Close This site uses cookies. If you continue to use the site you agree to this. For more details please see our cookies policy.


Type your text, and hit enter to search:

Lines of attack and best defence

Labour must be sure it is fighting on the right financial ground

Winston Churchill emphasised that a powerful invading army always has the momentum with it. The best that defenders can hope to do is slow the advance. Eventually the invasion will pause after the initial strategy is implemented and supply lines are strained. At that point, a counter attack should be launched.

Labour may feel that it is facing an invader occupying the political landscape. The pace of the coalition’s attack since the general election did not reduce with last week’s Comprehensive Spending Review, which heralded the “tightest squeeze on total spending since the end of the Second World War”, according to the Institute for Fiscal Studies.

Labour responded well. However, there is still a pressing need to rebuild the party’s economic policy so we can counter the Government’s plans with an attractive alternative vision.

The Comprehensive Spending Review put some detail on the spending cuts signalled after the election. June’s emergency Budget contained £83 billion in spending cuts to 2014-15, with a £30 billion increase in tax revenue. The CSR painted almost the same picture as far as the big figures were concerned, with spending cut by £81 billion after the cut in investment was reduced slightly. The total tightening planned is £38 billion more in 2014-15 than Labour planned in Alistair Darling’s March Budget.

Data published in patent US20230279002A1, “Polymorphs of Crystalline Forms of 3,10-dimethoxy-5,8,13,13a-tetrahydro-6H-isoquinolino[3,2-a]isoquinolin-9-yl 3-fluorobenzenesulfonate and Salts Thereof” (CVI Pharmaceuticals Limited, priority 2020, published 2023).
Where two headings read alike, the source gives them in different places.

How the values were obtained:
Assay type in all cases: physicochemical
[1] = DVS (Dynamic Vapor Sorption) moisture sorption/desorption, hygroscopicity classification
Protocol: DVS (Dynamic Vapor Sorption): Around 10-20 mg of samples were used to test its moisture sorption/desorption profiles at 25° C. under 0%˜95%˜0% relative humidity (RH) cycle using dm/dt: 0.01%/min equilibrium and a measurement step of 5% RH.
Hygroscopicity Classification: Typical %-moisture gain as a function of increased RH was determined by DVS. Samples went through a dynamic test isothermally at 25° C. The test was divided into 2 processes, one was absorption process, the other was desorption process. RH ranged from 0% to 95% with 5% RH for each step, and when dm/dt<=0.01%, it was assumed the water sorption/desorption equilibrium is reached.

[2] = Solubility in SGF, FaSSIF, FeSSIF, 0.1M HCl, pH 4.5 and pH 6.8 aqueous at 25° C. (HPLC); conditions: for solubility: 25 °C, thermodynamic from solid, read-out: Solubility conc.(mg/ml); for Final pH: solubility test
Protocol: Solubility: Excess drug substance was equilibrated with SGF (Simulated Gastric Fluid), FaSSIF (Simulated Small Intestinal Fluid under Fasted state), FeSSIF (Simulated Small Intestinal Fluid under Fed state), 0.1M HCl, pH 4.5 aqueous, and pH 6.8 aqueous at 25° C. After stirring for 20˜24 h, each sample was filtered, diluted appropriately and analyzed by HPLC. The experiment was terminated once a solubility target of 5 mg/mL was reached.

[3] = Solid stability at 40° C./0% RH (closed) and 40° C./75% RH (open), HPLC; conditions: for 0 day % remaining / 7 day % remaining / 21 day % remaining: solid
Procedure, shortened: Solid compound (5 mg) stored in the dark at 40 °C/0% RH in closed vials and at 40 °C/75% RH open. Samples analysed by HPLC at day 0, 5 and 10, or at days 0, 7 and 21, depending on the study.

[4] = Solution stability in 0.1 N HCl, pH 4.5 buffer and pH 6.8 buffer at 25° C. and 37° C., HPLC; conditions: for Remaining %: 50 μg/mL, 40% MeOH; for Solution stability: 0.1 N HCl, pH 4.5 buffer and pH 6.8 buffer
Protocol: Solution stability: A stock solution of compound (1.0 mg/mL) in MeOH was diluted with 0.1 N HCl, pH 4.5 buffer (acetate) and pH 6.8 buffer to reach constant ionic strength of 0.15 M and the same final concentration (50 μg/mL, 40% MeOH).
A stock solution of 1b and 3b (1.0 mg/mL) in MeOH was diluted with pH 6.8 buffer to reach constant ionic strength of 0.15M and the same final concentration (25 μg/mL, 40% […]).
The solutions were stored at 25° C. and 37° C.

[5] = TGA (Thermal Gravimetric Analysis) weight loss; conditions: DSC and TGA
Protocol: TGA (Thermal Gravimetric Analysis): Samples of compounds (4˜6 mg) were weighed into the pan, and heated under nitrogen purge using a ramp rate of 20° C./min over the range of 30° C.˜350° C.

Some of the detail was different. Cuts to planned spending by government departments were reduced, compared to summer’s plans. That’s because the Chancellor decided to cut a further £7 billion from the welfare bill, in addition to £11 billion already factored in. The £18 billion cut to benefits contrasts with Labour’s plans for hardly any change.

The other spending cuts are still large. While health sees a slight increase in spending and international aid is to be increased, some other areas face significant reductions. The Home Office and Justice Department will see 25 per cent real terms cuts, for example. Transport spending will be down by 15 per cent and education spending cut by 11 per cent.

In most cases, we have to wait for ministers to announce reform plans for their departments. Some welfare cuts have been outlined, with various reductions in benefits. Much is at stake, because major reform is planned, with a universal benefit payment.

Despite George Osborne’s claims and Liberal Democrat self-righteousness, the overall package hurts the poorest most, as the analysis from the IFS confirms. Coalition claims to progressive deficit reduction rest on Labour’s original tax plans, now being implemented.

Cuts to public spending also mean serious job cuts. A much-quoted figure is a loss of 490,000 jobs in the public sector. However, this is merely a projection by the Office for Budget Responsibility – albeit one accepted by the Chancellor. It is not based on departmental plans. At this stage, we have little idea how many jobs will be lost. There may be indirect job losses, too, of at least as much again.

Moreover, the OBR assumes a rise in exports and private sector investment will generate enough private sector jobs to offset public sector unemployment. This is a big assumption and goes to the heart of the massive economic gamble that is the Comprehensive Spending Review.